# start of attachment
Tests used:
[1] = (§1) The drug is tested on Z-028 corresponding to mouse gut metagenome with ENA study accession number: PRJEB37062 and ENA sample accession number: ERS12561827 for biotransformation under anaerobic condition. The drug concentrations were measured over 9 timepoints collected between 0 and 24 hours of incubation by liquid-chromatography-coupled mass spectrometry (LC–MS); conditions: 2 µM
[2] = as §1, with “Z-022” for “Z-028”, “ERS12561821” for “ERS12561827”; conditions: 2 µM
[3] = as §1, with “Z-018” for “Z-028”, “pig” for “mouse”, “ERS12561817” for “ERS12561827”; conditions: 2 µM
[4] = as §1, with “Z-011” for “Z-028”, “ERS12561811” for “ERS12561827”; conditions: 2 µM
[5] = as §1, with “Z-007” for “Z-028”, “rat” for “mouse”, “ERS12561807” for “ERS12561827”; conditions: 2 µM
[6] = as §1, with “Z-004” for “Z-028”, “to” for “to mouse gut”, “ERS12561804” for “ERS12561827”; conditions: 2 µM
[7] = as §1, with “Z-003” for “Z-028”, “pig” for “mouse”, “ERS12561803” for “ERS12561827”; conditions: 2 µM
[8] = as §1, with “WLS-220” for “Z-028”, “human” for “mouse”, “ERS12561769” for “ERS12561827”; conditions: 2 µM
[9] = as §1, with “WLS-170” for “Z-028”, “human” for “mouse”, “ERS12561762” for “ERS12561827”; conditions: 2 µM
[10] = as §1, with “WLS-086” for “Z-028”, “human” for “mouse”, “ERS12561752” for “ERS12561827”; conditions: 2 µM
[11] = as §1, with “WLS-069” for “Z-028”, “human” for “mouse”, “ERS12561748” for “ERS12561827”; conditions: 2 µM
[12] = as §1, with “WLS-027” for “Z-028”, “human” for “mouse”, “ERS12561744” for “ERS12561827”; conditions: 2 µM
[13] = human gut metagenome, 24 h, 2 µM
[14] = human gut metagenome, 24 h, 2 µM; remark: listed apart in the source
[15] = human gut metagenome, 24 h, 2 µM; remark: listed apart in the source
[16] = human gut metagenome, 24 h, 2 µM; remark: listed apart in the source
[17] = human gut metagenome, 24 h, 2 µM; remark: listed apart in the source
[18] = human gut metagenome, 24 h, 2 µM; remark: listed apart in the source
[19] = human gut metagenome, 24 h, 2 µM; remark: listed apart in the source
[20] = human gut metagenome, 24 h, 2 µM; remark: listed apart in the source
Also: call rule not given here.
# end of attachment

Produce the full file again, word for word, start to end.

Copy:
Tests used:
[1] = (§1) The drug is tested on Z-028 corresponding to mouse gut metagenome with ENA study accession number: PRJEB37062 and ENA sample accession number: ERS12561827 for biotransformation under anaerobic condition. The drug concentrations were measured over 9 timepoints collected between 0 and 24 hours of incubation by liquid-chromatography-coupled mass spectrometry (LC–MS); conditions: 2 µM
[2] = as §1, with “Z-022” for “Z-028”, “ERS12561821” for “ERS12561827”; conditions: 2 µM
[3] = as §1, with “Z-018” for “Z-028”, “pig” for “mouse”, “ERS12561817” for “ERS12561827”; conditions: 2 µM
[4] = as §1, with “Z-011” for “Z-028”, “ERS12561811” for “ERS12561827”; conditions: 2 µM
[5] = as §1, with “Z-007” for “Z-028”, “rat” for “mouse”, “ERS12561807” for “ERS12561827”; conditions: 2 µM
[6] = as §1, with “Z-004” for “Z-028”, “to” for “to mouse gut”, “ERS12561804” for “ERS12561827”; conditions: 2 µM
[7] = as §1, with “Z-003” for “Z-028”, “pig” for “mouse”, “ERS12561803” for “ERS12561827”; conditions: 2 µM
[8] = as §1, with “WLS-220” for “Z-028”, “human” for “mouse”, “ERS12561769” for “ERS12561827”; conditions: 2 µM
[9] = as §1, with “WLS-170” for “Z-028”, “human” for “mouse”, “ERS12561762” for “ERS12561827”; conditions: 2 µM
[10] = as §1, with “WLS-086” for “Z-028”, “human” for “mouse”, “ERS12561752” for “ERS12561827”; conditions: 2 µM
[11] = as §1, with “WLS-069” for “Z-028”, “human” for “mouse”, “ERS12561748” for “ERS12561827”; conditions: 2 µM
[12] = as §1, with “WLS-027” for “Z-028”, “human” for “mouse”, “ERS12561744” for “ERS12561827”; conditions: 2 µM
[13] = human gut metagenome, 24 h, 2 µM
[14] = human gut metagenome, 24 h, 2 µM; remark: listed apart in the source
[15] = human gut metagenome, 24 h, 2 µM; remark: listed apart in the source
[16] = human gut metagenome, 24 h, 2 µM; remark: listed apart in the source
[17] = human gut metagenome, 24 h, 2 µM; remark: listed apart in the source
[18] = human gut metagenome, 24 h, 2 µM; remark: listed apart in the source
[19] = human gut metagenome, 24 h, 2 µM; remark: listed apart in the source
[20] = human gut metagenome, 24 h, 2 µM; remark: listed apart in the source
Also: call rule not given here.